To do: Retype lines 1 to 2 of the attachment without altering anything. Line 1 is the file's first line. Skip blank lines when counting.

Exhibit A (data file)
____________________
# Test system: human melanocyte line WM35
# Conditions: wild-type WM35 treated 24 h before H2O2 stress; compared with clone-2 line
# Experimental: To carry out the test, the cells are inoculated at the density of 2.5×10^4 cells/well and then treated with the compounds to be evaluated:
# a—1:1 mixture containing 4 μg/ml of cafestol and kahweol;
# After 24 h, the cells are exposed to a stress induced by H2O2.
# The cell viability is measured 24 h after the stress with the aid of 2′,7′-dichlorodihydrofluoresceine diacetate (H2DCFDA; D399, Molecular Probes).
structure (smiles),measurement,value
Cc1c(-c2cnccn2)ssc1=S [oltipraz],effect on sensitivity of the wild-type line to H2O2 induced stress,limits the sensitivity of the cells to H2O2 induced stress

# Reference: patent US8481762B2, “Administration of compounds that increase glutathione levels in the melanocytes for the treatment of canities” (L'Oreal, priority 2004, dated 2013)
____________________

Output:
# Test system: human melanocyte line WM35
# Conditions: wild-type WM35 treated 24 h before H2O2 stress; compared with clone-2 line